The tax assessed value is often misunderstood as it relates to the sales price. Some buyers are thinking that a home that has a tax assessed value of $400,000 but is listed at $475,000 is overpriced. The last seven sales of the most expensive homes in Clallam County during the month of August clearly show that the actual sales price was an average of 54% more than the tax assessed value. Here are all seven sales with the tax assessed value, the last listing price (not the original listing price), and the sales price.
Tax Assessed Value
These number are very revealing, because properties in the upper price range are selling for far more than their tax assessed value. The percentage represents how much more the homes sold for than the tax assessed values.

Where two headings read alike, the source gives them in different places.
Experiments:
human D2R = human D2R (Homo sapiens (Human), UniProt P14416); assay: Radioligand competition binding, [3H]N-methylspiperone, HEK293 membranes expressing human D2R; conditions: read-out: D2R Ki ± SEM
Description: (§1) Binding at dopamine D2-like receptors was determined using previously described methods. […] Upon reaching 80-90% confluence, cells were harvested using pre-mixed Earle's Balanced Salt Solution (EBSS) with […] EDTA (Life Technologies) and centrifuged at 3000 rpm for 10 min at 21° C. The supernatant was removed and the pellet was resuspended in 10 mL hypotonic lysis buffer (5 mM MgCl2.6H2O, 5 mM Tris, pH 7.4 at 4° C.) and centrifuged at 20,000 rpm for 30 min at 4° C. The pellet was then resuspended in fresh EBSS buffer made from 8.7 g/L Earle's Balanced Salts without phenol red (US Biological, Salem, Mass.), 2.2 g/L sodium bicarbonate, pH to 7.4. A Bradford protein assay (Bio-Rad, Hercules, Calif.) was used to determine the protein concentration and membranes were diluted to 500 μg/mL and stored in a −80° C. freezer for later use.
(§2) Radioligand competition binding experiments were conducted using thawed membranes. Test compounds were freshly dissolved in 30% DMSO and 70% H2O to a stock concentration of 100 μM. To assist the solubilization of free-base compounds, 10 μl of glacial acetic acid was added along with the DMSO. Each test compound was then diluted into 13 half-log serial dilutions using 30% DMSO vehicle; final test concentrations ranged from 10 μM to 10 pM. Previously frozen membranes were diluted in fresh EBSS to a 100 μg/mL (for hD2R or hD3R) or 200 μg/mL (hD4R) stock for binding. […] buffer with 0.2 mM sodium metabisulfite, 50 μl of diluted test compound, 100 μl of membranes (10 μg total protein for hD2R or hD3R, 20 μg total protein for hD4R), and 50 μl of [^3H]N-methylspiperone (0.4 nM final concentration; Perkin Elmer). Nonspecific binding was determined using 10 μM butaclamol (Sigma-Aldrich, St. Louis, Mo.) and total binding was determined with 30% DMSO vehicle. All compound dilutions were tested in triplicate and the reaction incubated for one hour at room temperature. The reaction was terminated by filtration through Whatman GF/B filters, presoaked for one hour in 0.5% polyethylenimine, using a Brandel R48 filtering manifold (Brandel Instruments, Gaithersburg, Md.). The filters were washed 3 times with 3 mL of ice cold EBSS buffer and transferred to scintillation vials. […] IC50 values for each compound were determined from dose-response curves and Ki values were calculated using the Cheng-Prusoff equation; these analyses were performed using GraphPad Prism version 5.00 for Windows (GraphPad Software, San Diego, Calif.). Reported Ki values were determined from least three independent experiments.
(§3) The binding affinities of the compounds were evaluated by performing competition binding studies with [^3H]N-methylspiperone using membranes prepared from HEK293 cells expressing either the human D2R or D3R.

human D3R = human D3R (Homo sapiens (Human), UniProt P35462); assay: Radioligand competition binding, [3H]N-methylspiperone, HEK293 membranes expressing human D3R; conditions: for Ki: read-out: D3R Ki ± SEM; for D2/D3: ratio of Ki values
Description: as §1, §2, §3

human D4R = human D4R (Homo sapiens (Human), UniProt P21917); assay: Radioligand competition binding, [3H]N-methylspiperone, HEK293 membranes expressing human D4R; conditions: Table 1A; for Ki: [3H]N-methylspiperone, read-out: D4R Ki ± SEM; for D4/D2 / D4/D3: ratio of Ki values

|Tax Value||Listed Price||Sales Price||% Difference|
Tax Assessed Value v. Offering Price
Too often buyers are thinking in terms of making an offer below tax assessed value. That would not work for any of these properties, not even close. This chart above should be helpful, but I recommend these three earlier articles about tax assessed values and how these numbers relate to fair market value.
Making an offer on a home is not simply a matter of using the tax assessed value. It is much more involved, and determining fair market value is what it is all about.
Last Updated on September 22, 2019 by Chuck Marunde